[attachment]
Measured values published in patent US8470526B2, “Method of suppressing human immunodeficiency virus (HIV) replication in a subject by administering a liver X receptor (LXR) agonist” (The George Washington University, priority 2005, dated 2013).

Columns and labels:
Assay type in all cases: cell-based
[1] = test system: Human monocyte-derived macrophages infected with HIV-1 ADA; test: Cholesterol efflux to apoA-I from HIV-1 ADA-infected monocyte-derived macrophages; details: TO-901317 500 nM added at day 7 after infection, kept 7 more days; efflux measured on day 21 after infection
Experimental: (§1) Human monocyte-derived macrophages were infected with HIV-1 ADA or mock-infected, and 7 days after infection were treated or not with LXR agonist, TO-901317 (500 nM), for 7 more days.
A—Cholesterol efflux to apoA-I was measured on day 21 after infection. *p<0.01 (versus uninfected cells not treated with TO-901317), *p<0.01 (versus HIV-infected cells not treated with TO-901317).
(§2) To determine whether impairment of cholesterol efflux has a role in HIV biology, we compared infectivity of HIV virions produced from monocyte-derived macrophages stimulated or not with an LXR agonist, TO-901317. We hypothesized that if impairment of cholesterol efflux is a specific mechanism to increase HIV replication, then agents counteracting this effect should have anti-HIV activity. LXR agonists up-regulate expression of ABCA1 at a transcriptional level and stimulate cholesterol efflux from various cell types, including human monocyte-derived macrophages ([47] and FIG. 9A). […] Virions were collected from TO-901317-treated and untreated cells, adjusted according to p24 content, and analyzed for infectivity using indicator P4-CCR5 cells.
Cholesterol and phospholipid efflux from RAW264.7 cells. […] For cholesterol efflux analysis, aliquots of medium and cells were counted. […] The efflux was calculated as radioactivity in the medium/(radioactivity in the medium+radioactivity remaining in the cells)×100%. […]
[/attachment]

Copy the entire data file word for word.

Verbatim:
Measured values published in patent US8470526B2, “Method of suppressing human immunodeficiency virus (HIV) replication in a subject by administering a liver X receptor (LXR) agonist” (The George Washington University, priority 2005, dated 2013).

Columns and labels:
Assay type in all cases: cell-based
[1] = test system: Human monocyte-derived macrophages infected with HIV-1 ADA; test: Cholesterol efflux to apoA-I from HIV-1 ADA-infected monocyte-derived macrophages; details: TO-901317 500 nM added at day 7 after infection, kept 7 more days; efflux measured on day 21 after infection
Experimental: (§1) Human monocyte-derived macrophages were infected with HIV-1 ADA or mock-infected, and 7 days after infection were treated or not with LXR agonist, TO-901317 (500 nM), for 7 more days.
A—Cholesterol efflux to apoA-I was measured on day 21 after infection. *p<0.01 (versus uninfected cells not treated with TO-901317), *p<0.01 (versus HIV-infected cells not treated with TO-901317).
(§2) To determine whether impairment of cholesterol efflux has a role in HIV biology, we compared infectivity of HIV virions produced from monocyte-derived macrophages stimulated or not with an LXR agonist, TO-901317. We hypothesized that if impairment of cholesterol efflux is a specific mechanism to increase HIV replication, then agents counteracting this effect should have anti-HIV activity. LXR agonists up-regulate expression of ABCA1 at a transcriptional level and stimulate cholesterol efflux from various cell types, including human monocyte-derived macrophages ([47] and FIG. 9A). […] Virions were collected from TO-901317-treated and untreated cells, adjusted according to p24 content, and analyzed for infectivity using indicator P4-CCR5 cells.
Cholesterol and phospholipid efflux from RAW264.7 cells. […] For cholesterol efflux analysis, aliquots of medium and cells were counted. […] The efflux was calculated as radioactivity in the medium/(radioactivity in the medium+radioactivity remaining in the cells)×100%. […]